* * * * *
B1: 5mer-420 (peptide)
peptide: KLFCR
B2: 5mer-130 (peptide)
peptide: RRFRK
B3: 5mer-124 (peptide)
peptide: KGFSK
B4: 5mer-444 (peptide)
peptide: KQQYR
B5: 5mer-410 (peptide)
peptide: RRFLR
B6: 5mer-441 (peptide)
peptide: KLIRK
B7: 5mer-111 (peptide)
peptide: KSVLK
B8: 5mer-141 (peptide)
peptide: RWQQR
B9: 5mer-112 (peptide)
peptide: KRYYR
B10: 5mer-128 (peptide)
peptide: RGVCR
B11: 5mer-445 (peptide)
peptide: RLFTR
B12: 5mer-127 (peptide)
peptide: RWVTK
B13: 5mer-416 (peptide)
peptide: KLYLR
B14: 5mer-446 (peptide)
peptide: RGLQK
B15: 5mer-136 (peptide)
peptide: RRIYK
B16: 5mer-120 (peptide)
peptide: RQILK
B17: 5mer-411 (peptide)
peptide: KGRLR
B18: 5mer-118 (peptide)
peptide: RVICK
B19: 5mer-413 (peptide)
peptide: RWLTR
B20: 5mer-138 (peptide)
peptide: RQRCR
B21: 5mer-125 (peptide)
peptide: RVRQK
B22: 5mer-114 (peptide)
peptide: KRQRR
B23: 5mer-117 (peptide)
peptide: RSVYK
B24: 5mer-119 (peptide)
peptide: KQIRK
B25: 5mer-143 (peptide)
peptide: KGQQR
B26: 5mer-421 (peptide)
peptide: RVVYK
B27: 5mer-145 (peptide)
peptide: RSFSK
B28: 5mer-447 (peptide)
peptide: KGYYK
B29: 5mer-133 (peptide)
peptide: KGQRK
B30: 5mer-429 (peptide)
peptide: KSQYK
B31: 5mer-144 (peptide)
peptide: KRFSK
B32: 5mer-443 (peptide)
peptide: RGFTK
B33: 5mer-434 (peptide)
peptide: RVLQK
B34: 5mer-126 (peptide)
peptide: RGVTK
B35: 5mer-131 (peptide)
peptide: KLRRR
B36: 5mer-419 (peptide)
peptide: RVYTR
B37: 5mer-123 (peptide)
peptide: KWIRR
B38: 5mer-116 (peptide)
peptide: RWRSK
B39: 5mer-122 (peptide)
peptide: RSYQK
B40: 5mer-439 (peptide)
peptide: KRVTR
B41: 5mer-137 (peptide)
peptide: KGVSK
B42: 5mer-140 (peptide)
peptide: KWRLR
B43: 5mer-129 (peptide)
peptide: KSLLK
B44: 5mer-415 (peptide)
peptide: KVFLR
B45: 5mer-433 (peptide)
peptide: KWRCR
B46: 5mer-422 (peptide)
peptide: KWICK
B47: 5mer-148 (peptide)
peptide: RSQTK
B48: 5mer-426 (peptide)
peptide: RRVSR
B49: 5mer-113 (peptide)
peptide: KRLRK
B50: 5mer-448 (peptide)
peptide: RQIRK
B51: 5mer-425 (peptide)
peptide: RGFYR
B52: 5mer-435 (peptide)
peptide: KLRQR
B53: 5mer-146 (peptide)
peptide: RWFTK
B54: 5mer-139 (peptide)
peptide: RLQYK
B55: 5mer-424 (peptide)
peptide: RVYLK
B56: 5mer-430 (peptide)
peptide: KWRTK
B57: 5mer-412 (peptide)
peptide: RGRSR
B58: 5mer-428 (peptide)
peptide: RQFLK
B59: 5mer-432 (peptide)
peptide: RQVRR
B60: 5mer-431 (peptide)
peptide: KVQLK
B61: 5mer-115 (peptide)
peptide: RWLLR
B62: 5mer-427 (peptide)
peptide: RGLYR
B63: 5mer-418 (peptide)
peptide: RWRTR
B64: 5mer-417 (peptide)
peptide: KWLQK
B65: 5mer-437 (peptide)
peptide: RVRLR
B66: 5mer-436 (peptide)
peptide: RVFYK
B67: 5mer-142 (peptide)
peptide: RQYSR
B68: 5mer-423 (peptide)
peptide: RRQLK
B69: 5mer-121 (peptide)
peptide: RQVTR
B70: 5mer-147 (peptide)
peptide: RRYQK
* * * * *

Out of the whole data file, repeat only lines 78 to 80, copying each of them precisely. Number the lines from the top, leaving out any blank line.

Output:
peptide: RSYQK
B40: 5mer-439 (peptide)
peptide: KRVTR